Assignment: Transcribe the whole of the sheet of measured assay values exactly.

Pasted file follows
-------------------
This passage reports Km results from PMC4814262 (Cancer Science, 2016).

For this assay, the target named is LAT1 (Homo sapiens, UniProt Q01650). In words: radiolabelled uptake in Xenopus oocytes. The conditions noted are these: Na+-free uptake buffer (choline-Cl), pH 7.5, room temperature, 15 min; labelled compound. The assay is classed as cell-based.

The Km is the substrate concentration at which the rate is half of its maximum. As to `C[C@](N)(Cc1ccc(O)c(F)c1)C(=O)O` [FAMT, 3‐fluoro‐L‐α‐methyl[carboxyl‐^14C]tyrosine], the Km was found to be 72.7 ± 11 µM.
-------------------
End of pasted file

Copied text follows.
This passage reports Km results from PMC4814262 (Cancer Science, 2016).

For this assay, the target named is LAT1 (Homo sapiens, UniProt Q01650). In words: radiolabelled uptake in Xenopus oocytes. The conditions noted are these: Na+-free uptake buffer (choline-Cl), pH 7.5, room temperature, 15 min; labelled compound. The assay is classed as cell-based.

The Km is the substrate concentration at which the rate is half of its maximum. As to `C[C@](N)(Cc1ccc(O)c(F)c1)C(=O)O` [FAMT, 3‐fluoro‐L‐α‐methyl[carboxyl‐^14C]tyrosine], the Km was found to be 72.7 ± 11 µM.